“So, do you have kids? How many do you have?”

Working in waspy IT firm, this question was a common ice breaker. Coffee breaks were often spent sharing daily challenges of sleepless nights and debating how to achieve the mythical work-family balance. The three questions were predictable. How many kids do you have? How many do you want? And how many siblings do you have?

The answers, for the most part, were also predictable. Most people had one or two children, and didn’t want more. The director had three girls, but that was only because he wanted a son.

My answer to the third question never failed to raise eyebrows. “You have six siblings?!”

“Yes,” I said proudly. “And I want a large family. I want however many children God will bless us with and we can deal with.”

The US birth rate is the lowest it has ever been. Jewish demographics face the additional threat of exponentially rising assimilation. Assimilation rates of 58% in America put the continuity of the Jewish people at serious risk. So, on a personal, as well as religious, level I see the value of the family unit and having children.

But it was one conversation which moved me the most. “I am desperate for another child,” one colleague confided in me tearfully. “I have a son but my husband is adamant that one is all he wants. He thinks having another child is too expensive.”

My heart broke as she told me this. Growing up in a large family was far from easy. Financially, we were not well off at all. We never went without, but there were no overseas trips and new gadgets and my parents did that best to economize wherever possible. We fought endlessly, and my mother was exhausted for years. I am sure my parents doubted if we would ever grow out of our intense sibling rivalry. But somewhere along the way we matured and became very good friends. We speak almost every day, and will do anything for each other. I even love spending time with them. My siblings are the best people I know; I can’t imagine my life without any one of them.

As I raise my own children and look at the world with adult eyes, I am filled with gratitude for the gifts that growing up surrounded by siblings bestowed upon me. The lessons I learned are invaluable in marriage, parenting, relationships and the workplace:

Appreciating differences

Each of us has radically different personalities. One sibling is emotional, passionate and outgoing. Another is introverted, level-headed and quiet. Some are musical, some technological and some are social butterflies. Some of us are messy and some of us are fastidiously tidy. We all have very different emotional temperaments and needs. The experience of having to navigate these variations enables me to respect the different psychological make-up of my husband, children, friends and colleagues.

As we gravitate towards people most similar to us, I probably would never have chosen friends like them. But having been given these people as my siblings, I have come to deeply appreciate each of them or their uniqueness, their talents and their quirks. My sister’s social activism inspires me to do my part for society while my brothers’ commitment to Torah learning is a role model.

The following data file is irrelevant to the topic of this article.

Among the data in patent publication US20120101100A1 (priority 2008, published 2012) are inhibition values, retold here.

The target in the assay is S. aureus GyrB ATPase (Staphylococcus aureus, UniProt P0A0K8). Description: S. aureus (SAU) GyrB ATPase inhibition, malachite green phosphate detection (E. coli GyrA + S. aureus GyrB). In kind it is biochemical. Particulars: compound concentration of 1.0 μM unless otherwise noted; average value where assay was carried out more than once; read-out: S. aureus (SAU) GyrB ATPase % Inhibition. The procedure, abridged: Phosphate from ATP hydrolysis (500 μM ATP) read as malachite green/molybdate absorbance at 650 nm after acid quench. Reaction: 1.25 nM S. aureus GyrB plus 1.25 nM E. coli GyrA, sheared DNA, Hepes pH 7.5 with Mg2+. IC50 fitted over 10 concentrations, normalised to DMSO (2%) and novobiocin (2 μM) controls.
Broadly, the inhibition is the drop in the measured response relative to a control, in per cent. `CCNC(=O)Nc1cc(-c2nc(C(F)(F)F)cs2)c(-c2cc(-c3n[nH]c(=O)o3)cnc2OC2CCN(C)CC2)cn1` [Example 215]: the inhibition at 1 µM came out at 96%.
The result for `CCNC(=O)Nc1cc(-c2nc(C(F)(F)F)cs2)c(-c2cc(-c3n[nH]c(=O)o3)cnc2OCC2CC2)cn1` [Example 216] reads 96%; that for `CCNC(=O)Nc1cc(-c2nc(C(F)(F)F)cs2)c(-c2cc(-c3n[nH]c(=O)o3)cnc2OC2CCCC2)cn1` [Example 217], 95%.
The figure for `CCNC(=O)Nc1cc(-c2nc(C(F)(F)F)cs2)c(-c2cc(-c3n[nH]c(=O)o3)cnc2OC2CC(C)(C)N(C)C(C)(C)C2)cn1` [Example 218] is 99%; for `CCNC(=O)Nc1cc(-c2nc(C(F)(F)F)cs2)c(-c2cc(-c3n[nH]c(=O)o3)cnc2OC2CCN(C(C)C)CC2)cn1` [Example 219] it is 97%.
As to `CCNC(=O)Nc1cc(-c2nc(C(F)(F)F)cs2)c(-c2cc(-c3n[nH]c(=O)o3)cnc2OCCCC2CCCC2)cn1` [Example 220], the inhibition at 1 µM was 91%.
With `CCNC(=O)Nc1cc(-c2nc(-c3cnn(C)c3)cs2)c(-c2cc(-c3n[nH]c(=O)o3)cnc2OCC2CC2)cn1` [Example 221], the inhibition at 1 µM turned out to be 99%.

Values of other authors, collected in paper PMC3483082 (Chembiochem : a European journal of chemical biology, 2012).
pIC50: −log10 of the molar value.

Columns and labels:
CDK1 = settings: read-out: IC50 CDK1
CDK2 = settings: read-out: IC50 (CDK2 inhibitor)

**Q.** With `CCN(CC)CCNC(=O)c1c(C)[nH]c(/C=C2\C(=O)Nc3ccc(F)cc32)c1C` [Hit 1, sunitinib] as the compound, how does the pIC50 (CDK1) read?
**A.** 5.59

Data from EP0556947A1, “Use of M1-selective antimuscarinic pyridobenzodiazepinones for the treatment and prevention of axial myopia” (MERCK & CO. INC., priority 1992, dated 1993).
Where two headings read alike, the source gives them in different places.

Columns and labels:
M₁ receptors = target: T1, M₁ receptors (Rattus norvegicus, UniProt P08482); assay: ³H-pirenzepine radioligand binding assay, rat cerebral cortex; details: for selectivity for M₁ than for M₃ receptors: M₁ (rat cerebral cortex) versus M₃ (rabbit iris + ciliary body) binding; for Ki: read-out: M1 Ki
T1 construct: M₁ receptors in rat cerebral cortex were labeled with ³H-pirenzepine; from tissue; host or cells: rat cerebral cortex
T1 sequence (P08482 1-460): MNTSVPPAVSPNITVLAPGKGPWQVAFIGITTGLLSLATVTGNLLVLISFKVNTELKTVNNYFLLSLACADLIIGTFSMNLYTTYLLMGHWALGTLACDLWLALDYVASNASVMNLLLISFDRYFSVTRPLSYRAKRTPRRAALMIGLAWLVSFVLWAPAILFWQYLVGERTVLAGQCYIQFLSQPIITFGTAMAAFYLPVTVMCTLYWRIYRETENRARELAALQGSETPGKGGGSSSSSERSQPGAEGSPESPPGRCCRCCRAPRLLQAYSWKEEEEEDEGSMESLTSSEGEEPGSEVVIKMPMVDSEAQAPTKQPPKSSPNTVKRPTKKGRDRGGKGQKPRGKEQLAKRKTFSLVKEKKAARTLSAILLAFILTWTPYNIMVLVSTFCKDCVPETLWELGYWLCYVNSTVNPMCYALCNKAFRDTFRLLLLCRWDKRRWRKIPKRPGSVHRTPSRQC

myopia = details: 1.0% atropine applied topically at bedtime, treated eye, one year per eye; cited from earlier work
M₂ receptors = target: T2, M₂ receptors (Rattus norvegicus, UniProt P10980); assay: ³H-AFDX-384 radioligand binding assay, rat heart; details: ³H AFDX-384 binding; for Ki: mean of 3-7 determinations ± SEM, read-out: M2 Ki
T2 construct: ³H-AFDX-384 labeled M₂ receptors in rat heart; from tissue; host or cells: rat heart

Resolving conflict

Being forced to interact with such different personalities can be a big challenge. These differences have tested our relationships; seeing an issue from the other’s point of view is never easy. In the end, we had no choice but to work through these issues, and forgive the misdemeanours and move on.

Loyalty

We still occasionally fight with each other. But at the end of the day, we are family. It is accepted that we can name each other’s’ shortcomings within the family, but in the outside world we will protect and stand up for each other no matter what. We are unconditionally accepted for who we are and don’t have to put on any pretences around each other.

Accepting imperfection

Sometimes a family member is not a morning person. Sometimes they come home after a bad day at work and are stressed, miserable and grumpy. They may snap at you, or slam the door in your face. Likewise, you are not always perfect, and are reactive and say hurtful things. But you learn what it means to be forgiving of family members’ shortcomings, just as they are forgiving of your imperfections. It means making allowances and tolerating imperfection, and not holding grudges.

A shared Jewish identity

My memories of Jewish life are synonymous with family life. Shabbat was spent debating current events for hours round the table and sharing words of Torah. Erev Pesach would find each of us working round the clock whether cleaning or cooking. The Passover Seder is never complete without our family jokes from decades back, and reminiscing about the Seders of past years. For me, Jewish holidays equal family time, fun and connection. These shared experiences connect each of us in a meaningful way, no matter where we are currently in the world.

These positive and joy-filled memories form a large part of my emotional connection to Judaism and ensure that our family is committed to being an integral part of Jewish identity. I yearn to create these same cherished memories or my children, and to inspire them carry on the meaningful and Torah-based traditions I was bought up with.

I walk back to my desk and glance at my flashing cell phone. Quips in our family WhatsApp group bring a smile to my face and immediately brighten my day. I return to my work, but not before offering a silent prayer of gratitude to my parents for sacrificing so much to raise us and giving me the gift of a large family.